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Mazda CX-30 designer inspired by Oz visit
Experience gained working Down Under ‘valuable asset’ to chief Mazda CX-30 designer
14 Feb 2020
THE chief designer of Mazda’s new CX-30 small SUV fondly regards the two years he spent working in Australia as a source of inspiration that continues to influence his work a decade on.
Ryo Yanagisawa lived in Melbourne between late 2007 and early 2010, when he was chief designer of the current-generation BT-50 and embedded among 90 other Mazda designers and engineers who were co-developing the one-tonne ute with Ford.
“Nothing is wasted from the experience I gained in Australia in terms of influence on my work; the experiences in life help designers create things,” he told GoAuto at the Australian CX-30 launch in Victoria last week.
“Australia is a vast country and people are living here from different cultures and backgrounds, so I think the experiences I gained here are a really valuable asset for me.”
A 29-year veteran of Mazda Motor Corporation, Yanagisawa-san also spent most of 2001 working at what was then known as Mazda North American Operations in Detroit. Apart from that and his two years in Australia, his whole career has been spent in Japan.
“Japan is a small island country, so by looking at how people live overseas and how they use vehicles in those foreign countries really taught me a lot of things,” he said.
“To see how people use cars and even how they look when they are driving them is totally different in Australia.”
Having worked on commercial vehicle projects in both Detroit and Melbourne, Yanagisawa-san singled out the Falcon Ute as a model that had left a lasting impression.
“I don’t see that kind of vehicle in any other countries,” he said.
Asked about the challenges of bringing a car with complex surfaces such as those of the CX-30 to market, Yanagisawa-san credited the relationship between Mazda’s designers and engineers, which he had seen evolve from adversarial to collaborative during his almost three decades with the company.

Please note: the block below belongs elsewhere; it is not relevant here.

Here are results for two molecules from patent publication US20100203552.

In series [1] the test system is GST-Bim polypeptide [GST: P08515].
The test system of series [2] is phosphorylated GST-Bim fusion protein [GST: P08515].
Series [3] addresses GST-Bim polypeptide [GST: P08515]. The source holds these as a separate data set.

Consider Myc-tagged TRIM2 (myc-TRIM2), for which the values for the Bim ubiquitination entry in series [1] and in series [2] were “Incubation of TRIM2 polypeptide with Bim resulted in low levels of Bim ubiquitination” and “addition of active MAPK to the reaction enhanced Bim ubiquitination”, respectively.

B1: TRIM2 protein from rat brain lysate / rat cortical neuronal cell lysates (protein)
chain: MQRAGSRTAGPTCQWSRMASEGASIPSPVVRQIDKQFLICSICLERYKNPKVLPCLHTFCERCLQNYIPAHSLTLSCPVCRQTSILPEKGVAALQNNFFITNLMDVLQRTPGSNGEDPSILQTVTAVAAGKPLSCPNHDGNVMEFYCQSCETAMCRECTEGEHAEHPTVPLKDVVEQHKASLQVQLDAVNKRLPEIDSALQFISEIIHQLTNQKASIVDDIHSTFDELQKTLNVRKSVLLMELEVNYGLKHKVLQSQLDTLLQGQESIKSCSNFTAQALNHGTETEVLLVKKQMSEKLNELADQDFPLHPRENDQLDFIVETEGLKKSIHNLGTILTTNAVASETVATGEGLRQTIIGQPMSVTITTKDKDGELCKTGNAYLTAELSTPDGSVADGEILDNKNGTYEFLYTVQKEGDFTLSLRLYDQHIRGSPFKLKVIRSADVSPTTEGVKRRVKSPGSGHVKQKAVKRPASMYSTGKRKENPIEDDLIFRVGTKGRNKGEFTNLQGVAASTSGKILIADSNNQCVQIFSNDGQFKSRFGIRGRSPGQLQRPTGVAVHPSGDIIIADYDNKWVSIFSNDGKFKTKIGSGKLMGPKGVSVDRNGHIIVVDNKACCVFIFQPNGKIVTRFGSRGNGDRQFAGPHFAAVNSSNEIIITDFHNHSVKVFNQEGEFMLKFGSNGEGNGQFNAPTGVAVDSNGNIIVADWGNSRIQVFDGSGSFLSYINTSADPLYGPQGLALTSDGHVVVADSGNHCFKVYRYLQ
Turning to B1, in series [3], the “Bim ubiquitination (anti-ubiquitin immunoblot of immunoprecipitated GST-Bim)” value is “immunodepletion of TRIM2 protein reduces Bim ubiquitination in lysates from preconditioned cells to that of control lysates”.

“In the old times the engineers and designers were not on as good terms, but I think the culture in the company has changed a lot. I think we have this cooperative relationship now which is a good thing,” he said.
“These days we don’t really fight between designers and engineers much, because Mazda believes that design is part of our uniqueness and wants to focus on that.
“Engineers fully understand that point, so improving the design of vehicles is something engineers think about.”
Clearly reliving the relief and exhilaration he had felt after he had presented the finished clay model of the CX-30 to Mazda executives, Yanagisawa-san recounted how it had been possible to successfully mass-produce some of the model’s trickier design features.
One particular priority was his favourite style feature, the dynamic S-shaped ‘Utsuroi’ reflection and shadow cast by clever surfacing along the vehicle’s flanks.
“The executive in charge of engineers came to me and asked me to tell him which would be the most important challenges of incorporating this design into the manufacturing process and the other struggles he would have to face with,” said Yanagisawa-san.
“This officer in charge of engineering really asked me all those things and I told him that the (Utsuroi) reflection of the door surface would be difficult to put into the manufacturing process and I asked him for support.
“The next day after that, the engineers came to me, I showed the clay model to them and we decided to work together.”
Yanagisawa-san said Mazda was achieving a premium look for its models by focusing on vehicle proportions that were traditionally viewed as beautiful – citing brands such as Aston Martin and Jaguar as examples – and applying Japanese aesthetics.
“Those things are making people think Mazda design feels premium,” he said.
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